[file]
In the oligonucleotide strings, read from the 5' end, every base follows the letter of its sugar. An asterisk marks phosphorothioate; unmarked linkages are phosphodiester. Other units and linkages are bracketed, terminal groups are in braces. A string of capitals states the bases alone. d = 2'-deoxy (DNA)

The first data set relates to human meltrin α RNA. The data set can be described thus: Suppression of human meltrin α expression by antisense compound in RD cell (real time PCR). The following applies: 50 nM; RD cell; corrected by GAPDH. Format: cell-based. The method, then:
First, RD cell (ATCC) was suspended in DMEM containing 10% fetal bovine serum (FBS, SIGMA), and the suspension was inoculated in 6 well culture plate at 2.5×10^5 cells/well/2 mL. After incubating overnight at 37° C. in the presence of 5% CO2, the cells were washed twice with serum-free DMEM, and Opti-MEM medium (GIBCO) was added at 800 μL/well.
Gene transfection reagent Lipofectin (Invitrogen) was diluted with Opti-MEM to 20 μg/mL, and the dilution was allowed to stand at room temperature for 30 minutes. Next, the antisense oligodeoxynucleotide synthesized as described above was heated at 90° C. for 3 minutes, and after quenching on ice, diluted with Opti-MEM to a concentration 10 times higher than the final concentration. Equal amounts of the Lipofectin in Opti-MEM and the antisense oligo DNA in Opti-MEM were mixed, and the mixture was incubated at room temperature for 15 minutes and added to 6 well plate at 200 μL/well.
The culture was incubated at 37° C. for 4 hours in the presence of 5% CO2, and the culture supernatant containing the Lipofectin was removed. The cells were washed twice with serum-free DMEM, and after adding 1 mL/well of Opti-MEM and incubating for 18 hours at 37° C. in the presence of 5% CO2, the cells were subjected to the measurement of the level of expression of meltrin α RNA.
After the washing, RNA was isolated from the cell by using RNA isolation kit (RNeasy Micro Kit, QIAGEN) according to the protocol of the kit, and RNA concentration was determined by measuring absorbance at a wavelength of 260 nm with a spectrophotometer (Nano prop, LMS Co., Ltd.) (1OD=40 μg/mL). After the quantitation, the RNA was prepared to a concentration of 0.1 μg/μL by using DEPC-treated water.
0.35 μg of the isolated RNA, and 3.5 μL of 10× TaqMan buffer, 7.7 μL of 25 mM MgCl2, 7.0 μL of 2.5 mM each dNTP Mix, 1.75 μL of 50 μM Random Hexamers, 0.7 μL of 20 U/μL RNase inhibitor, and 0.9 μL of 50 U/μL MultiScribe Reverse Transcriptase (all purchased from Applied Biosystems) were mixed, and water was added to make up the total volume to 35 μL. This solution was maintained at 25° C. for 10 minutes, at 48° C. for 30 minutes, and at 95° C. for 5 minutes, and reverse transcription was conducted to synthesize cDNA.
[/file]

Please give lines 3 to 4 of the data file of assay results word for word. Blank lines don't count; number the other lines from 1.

First, RD cell (ATCC) was suspended in DMEM containing 10% fetal bovine serum (FBS, SIGMA), and the suspension was inoculated in 6 well culture plate at 2.5×10^5 cells/well/2 mL. After incubating overnight at 37° C. in the presence of 5% CO2, the cells were washed twice with serum-free DMEM, and Opti-MEM medium (GIBCO) was added at 800 μL/well.
Gene transfection reagent Lipofectin (Invitrogen) was diluted with Opti-MEM to 20 μg/mL, and the dilution was allowed to stand at room temperature for 30 minutes. Next, the antisense oligodeoxynucleotide synthesized as described above was heated at 90° C. for 3 minutes, and after quenching on ice, diluted with Opti-MEM to a concentration 10 times higher than the final concentration. Equal amounts of the Lipofectin in Opti-MEM and the antisense oligo DNA in Opti-MEM were mixed, and the mixture was incubated at room temperature for 15 minutes and added to 6 well plate at 200 μL/well.